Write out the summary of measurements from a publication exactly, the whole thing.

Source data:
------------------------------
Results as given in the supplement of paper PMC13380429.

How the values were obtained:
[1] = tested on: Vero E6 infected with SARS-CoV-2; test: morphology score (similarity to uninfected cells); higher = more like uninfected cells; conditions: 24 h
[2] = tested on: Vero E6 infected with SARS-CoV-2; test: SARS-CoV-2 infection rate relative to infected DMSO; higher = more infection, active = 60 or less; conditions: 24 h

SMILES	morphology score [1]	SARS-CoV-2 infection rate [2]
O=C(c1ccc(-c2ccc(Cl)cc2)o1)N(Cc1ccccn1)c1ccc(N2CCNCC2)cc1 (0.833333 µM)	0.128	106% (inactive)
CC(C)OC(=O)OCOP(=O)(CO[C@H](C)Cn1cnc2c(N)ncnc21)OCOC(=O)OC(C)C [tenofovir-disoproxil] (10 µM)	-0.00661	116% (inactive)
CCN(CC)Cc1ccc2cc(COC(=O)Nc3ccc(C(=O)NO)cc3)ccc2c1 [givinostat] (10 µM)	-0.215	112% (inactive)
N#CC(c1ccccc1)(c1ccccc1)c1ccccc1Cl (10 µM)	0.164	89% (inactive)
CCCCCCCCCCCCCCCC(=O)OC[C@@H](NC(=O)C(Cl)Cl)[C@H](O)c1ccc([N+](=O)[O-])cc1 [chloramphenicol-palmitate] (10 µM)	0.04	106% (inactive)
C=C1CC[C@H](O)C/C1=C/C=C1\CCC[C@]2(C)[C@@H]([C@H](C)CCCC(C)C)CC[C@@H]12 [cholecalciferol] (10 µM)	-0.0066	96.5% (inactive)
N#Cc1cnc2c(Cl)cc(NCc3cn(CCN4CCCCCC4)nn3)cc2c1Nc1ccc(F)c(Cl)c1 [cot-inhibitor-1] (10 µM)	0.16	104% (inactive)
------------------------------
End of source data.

Results as given in the supplement of paper PMC13380429.

How the values were obtained:
[1] = tested on: Vero E6 infected with SARS-CoV-2; test: morphology score (similarity to uninfected cells); higher = more like uninfected cells; conditions: 24 h
[2] = tested on: Vero E6 infected with SARS-CoV-2; test: SARS-CoV-2 infection rate relative to infected DMSO; higher = more infection, active = 60 or less; conditions: 24 h

SMILES	morphology score [1]	SARS-CoV-2 infection rate [2]
O=C(c1ccc(-c2ccc(Cl)cc2)o1)N(Cc1ccccn1)c1ccc(N2CCNCC2)cc1 (0.833333 µM)	0.128	106% (inactive)
CC(C)OC(=O)OCOP(=O)(CO[C@H](C)Cn1cnc2c(N)ncnc21)OCOC(=O)OC(C)C [tenofovir-disoproxil] (10 µM)	-0.00661	116% (inactive)
CCN(CC)Cc1ccc2cc(COC(=O)Nc3ccc(C(=O)NO)cc3)ccc2c1 [givinostat] (10 µM)	-0.215	112% (inactive)
N#CC(c1ccccc1)(c1ccccc1)c1ccccc1Cl (10 µM)	0.164	89% (inactive)
CCCCCCCCCCCCCCCC(=O)OC[C@@H](NC(=O)C(Cl)Cl)[C@H](O)c1ccc([N+](=O)[O-])cc1 [chloramphenicol-palmitate] (10 µM)	0.04	106% (inactive)
C=C1CC[C@H](O)C/C1=C/C=C1\CCC[C@]2(C)[C@@H]([C@H](C)CCCC(C)C)CC[C@@H]12 [cholecalciferol] (10 µM)	-0.0066	96.5% (inactive)
N#Cc1cnc2c(Cl)cc(NCc3cn(CCN4CCCCCC4)nn3)cc2c1Nc1ccc(F)c(Cl)c1 [cot-inhibitor-1] (10 µM)	0.16	104% (inactive)